What you might not know about your veterinary team

We know how important our veterinary professionals are for many of us, and for our pets! And if you have a veterinarian (and their team!) who has been there for your pet for issues big and small, you can’t imagine what you would do without them. CARE has always advocated and advised dog parents to check with their veterinarian before trying any new supplement, exercise routine, or anything that might affect their pet’s immediate or long-term health. 

That is why CARE is proud to support Not One More Vet (NOMV), a non-profit organization dedicated to transforming the profession so veterinary professionals can survive and thrive through education, resources, and support.

The below is a guest post from NOMV about some of the struggles veterinary professionals are facing today and a few simple things you can do that will make a world of difference to the people who care for your pets. 

Guest post from NOMV

For most of us, our pet’s veterinarian is an important part of our lives. But it isn’t just the doctor who takes care of their health, it’s also the vet techs, nurses, and front desk staff who snuggle our pets during appointments, give them treats, and offer them comfort. It’s the bookkeeper who makes sure to get us everything we need to submit our insurance claims. It’s the helpful practice manager who goes outside his job description to carry the prescription food to our car. The entire veterinary team is a part of our lives. We couldn’t imagine our pet’s life without them.

But many of them are suffering…

Despite the smiling faces that provide us and our pets so much comfort, the stress of long, hard days, little time-off, crippling student debt, and dealing with pet parents who are frustrated or upset can take its toll.

And that’s all before you factor in the pandemic.

Curbside care has created a new layer of stress for pet parents that gets transferred to their care team. Illness and virtual school have created teams with staff shortages, resulting in overworked, exhausted people concerned about their own health and that of their families but still showing up to work to take care of pets whose parents can often be frustrated and take that frustration out on the veterinary team.

The startling reality is that one in six veterinarians consider suicide at some point in their careers. And as daunting as that sounds, the statistics are even worse for veterinary technicians.

Not One More Vet is a non-profit organization dedicated to transforming the profession so veterinary professionals can survive and thrive through education, resources, and support. They provide veterinary professionals with a number of resources designed to improve their wellbeing and prevent suicide including:

  • a large peer-support network of over 30,000 veterinary professionals;
  • a robust education program focused on wellness;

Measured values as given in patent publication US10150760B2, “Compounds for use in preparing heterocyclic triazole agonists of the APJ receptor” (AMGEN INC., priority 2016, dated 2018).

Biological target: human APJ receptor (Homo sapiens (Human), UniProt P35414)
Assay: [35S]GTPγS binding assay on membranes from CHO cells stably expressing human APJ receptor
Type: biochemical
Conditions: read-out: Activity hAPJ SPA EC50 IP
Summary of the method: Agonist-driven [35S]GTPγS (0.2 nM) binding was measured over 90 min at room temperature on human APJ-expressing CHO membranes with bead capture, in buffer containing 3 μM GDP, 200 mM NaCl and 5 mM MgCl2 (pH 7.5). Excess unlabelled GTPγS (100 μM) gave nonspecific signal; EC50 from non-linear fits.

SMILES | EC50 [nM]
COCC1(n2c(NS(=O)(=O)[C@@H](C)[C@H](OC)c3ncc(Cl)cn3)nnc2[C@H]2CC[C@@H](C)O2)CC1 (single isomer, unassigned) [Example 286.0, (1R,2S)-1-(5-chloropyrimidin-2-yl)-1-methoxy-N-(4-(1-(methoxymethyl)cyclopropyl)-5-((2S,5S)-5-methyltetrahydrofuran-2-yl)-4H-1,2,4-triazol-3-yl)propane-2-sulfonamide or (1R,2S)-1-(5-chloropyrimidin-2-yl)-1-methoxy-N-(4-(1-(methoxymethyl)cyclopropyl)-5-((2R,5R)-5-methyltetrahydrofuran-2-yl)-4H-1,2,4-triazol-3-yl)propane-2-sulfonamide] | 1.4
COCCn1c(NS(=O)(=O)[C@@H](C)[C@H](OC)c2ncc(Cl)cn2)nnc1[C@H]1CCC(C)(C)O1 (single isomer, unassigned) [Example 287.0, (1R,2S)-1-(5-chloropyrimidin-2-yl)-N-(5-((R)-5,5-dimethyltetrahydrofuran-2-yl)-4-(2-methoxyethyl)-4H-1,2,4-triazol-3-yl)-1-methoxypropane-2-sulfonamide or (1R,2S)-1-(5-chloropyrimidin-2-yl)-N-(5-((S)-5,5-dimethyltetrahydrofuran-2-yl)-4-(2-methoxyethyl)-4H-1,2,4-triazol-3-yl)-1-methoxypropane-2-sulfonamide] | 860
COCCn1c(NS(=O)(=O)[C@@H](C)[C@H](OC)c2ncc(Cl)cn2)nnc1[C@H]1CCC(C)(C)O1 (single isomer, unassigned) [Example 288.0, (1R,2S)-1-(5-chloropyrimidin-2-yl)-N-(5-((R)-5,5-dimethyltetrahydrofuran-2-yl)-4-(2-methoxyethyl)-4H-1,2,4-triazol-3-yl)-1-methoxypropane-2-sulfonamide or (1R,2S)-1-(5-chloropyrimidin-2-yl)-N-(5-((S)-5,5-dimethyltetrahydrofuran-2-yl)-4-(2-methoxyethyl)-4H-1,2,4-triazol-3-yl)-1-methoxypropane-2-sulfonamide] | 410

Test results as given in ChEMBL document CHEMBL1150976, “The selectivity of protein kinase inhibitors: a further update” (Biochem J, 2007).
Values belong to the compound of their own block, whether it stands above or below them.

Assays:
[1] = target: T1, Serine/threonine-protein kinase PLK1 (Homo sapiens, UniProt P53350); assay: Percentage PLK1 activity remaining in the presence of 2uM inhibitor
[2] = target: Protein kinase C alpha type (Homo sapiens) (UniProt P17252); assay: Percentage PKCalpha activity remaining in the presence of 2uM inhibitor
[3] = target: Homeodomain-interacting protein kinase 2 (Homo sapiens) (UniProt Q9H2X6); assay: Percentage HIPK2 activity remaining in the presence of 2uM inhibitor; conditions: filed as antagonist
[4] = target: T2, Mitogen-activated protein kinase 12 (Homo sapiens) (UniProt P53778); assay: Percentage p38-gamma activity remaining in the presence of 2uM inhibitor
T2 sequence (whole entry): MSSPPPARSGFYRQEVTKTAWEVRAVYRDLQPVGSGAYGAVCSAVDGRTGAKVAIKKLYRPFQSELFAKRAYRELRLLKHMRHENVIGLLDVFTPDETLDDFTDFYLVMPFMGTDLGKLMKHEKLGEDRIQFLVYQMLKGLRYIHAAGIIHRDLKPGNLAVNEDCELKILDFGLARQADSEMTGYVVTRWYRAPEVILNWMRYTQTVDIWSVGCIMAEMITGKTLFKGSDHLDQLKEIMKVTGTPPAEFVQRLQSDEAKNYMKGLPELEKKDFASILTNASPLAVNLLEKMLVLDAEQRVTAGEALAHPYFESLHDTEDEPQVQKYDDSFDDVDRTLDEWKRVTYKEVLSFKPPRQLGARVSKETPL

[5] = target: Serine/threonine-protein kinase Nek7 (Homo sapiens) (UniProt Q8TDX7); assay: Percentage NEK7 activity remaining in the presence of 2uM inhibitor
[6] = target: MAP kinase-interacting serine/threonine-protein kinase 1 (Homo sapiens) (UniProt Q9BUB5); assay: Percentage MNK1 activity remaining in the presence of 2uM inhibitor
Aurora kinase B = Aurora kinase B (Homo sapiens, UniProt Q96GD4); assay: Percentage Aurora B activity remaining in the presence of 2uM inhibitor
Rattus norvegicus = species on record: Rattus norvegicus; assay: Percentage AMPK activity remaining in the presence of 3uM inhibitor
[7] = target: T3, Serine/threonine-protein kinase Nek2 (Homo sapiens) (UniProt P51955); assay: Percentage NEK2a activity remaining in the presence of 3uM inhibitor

• a support grant program that assists struggling veterinary professionals who find themselves in significantly dire financial situations;
  • and research to seek solutions to the crisis in the veterinary field.

How did things get like this?

If you’re wondering why veterinary professionals are in this position, you aren’t alone. The reasons are complex, and not one answer fits every one of course, but there a few things we can point to:

  1. Overwhelming Debt: For veterinarians, this begins with up to 12 years of specialized school followed by low-paying starter positions. For veterinary support staff, it often also means some schooling coupled with low wages.
  2. The Stress of Saving Lives: Veterinary professionals do what they do because they care, deeply. Your vet team cries with you, holds your hand, and walks with you through all your emotions. Then they go into the next room and do it all over again.
  3. Cost of Care: Veterinary care is not viewed the same way human medical care is, despite similar educational requirements and costs. An MRI machine that scans cats and dogs is not cheaper than one that scans humans. Yet many people are upset and angered by veterinary bills, taking their frustration out on the team that cared for their pet.
  4. Cyberbullying: In the last few years, we’ve seen an uptick in vicious attacks to service providers and businesses online. Unlike many others, veterinary professionals cannot defend themselves with facts to dispute incorrect accusations because of confidentiality requirements. The emotional toll can be great. According to one survey, one in five veterinarians considered leaving the profession following a cyberbullying incident.

How you can help

So if you’re thinking: what can I do to help? We have a few suggestions:

  1. Be kind to your veterinary teams. Thank them. Send them a card or flowers. Bring a tin of cookies next time you go in.
  2. Raise awareness about what veterinary professionals are going through. Post on social media about what a great job your veterinary team is doing. Post about the importance of taking the cost of care into consideration when getting a pet. Support veterinary teams when you see cyberbullying.
  3. Donate your time or money to Not One More Vet. You can learn more at nomv.org

Thank you for taking the time to appreciate the everyday heroes who keep our pets healthy and give them better lives.